Margaret Gwendoline KEATS
Died: 6/4/1970Special Achievements:
Australia's first woman to qualify as a veterinarian with university training, she was also the first and only woman to graduate from Australia's first veterinary faculty (University of Melbourne). Registered to practice in 1922, she became the first woman government-employed veterinarian when made Stock Inspector at Gonn Crossing on the Murray River, being employed by both the New South Wales and Victoria governments.Additional Information:
Margaret Keats was born into a large, rural family of three brothers and three sisters, on "Weilmoringle" Station near Burke in western New South Wales. Her father, Thorold Goodwin Keats, was a prominent breeder of Merino sheep and her mother was thought to be a "progressive thinker -- enterprising and innovative". Captain Keats later became owner of "Gonn Station", on the New South Wales side of the Murray River and there Margaret and her sisters became responsible for caring for the livestock on the property.
Motivated by the wish to care better for their own stock, Margaret enrolled in the Melbourne University Veterinary School in 1918 and graduated four years later (1922) as Australia's first woman Bachelor of Veterinary Science. She remained the only woman to graduate from the Melbourne school before its closure in the thirties.
After graduation she returned to "Gonn" Station and, as word of her knowledge of livestock ailments and their treatment spread amongst the local farming community, her practice spread beyond the property boundaries. Eventually it was to cover 11,000 square miles of territory in north-western Victoria. As Gonn Crossing, on the Murray, was a much used crossing point for stock travelling between New South Wales and Victoria at the time, Margaret was appointed a border Inspector of Stock in 1925, responsible for monitoring the health of travelling stock, signing movement permits and reporting to both New South Wales and Victorian governments. In this capacity she became the first woman veterinarian to be employed in a government body in Australia. Her niece tells of her having to be designated a Commissioner of the Supreme Court to overcome the then barrier to women becoming Justices of Peace and having the power to sign documents.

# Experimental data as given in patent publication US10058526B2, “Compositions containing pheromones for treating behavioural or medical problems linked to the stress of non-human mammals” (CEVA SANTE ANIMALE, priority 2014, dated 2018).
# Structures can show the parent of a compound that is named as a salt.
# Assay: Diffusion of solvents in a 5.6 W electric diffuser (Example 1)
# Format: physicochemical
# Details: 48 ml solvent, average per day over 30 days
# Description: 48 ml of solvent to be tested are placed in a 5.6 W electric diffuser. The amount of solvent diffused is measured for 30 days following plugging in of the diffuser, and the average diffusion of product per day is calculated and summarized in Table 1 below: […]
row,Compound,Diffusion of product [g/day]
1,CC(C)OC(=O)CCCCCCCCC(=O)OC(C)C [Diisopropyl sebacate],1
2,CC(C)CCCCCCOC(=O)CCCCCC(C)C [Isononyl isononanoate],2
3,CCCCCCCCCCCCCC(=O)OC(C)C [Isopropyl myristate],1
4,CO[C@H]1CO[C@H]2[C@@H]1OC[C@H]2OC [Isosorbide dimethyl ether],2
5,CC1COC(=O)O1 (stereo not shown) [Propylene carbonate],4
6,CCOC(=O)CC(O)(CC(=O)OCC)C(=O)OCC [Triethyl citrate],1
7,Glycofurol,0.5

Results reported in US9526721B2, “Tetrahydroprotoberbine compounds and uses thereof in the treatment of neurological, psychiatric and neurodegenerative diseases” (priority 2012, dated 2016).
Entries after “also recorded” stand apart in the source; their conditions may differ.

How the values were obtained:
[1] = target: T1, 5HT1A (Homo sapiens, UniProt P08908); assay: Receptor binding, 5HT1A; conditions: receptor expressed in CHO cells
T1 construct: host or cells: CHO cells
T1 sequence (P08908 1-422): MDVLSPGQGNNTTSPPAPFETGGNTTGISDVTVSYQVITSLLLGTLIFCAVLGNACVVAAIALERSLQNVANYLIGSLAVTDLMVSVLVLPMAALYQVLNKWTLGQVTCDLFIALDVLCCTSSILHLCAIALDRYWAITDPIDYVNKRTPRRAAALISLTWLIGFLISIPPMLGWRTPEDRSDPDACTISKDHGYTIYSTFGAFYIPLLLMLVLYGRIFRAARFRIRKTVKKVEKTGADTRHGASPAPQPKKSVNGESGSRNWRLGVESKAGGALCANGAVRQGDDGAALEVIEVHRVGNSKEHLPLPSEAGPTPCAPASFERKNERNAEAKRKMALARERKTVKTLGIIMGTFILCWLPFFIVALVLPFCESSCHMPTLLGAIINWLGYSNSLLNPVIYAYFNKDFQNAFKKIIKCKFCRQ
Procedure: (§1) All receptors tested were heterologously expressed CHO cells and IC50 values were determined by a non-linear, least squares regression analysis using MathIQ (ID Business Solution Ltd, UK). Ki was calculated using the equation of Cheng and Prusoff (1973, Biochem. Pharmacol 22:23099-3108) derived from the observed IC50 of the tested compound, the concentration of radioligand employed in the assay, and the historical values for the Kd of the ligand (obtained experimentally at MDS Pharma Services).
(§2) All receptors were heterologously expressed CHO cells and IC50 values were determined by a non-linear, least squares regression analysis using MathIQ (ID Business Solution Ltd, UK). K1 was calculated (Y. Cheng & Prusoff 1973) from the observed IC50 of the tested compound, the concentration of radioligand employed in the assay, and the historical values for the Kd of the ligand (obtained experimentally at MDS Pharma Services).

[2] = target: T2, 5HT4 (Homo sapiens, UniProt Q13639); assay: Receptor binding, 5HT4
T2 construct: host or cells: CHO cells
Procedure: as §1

In 1935, she moved to Kerang and over the ensuing years earned the respect of farmer, and veterinary colleagues and students alike, through her dedication to the care and welfare of sick animals. For many years she was assisted by the stockman, Fred Schramm. Miss Keats supported the farmers in her area through the drought, grasshopper plague and depression of the thirties, the wartime restrictions on food and labour in the forties and the market fluctuations for rural produce that occurred in the fifties. Miss Keats took on the full demands of rural practice, earning enormous respect for her skills and dedication -- and influencing veterinary colleagues and students from the Melbourne, Sydney and Queensland veterinary schools. Her career spanned 48 years and witnessed many changes in the treatment of livestock and companion animal diseases and the entry of many more women into the veterinary profession.
In 1959 Miss Keats was awarded an Order of the British Empire - Member (Civil) for "Outstanding devotion to the care and welfare of sick and ailing animals."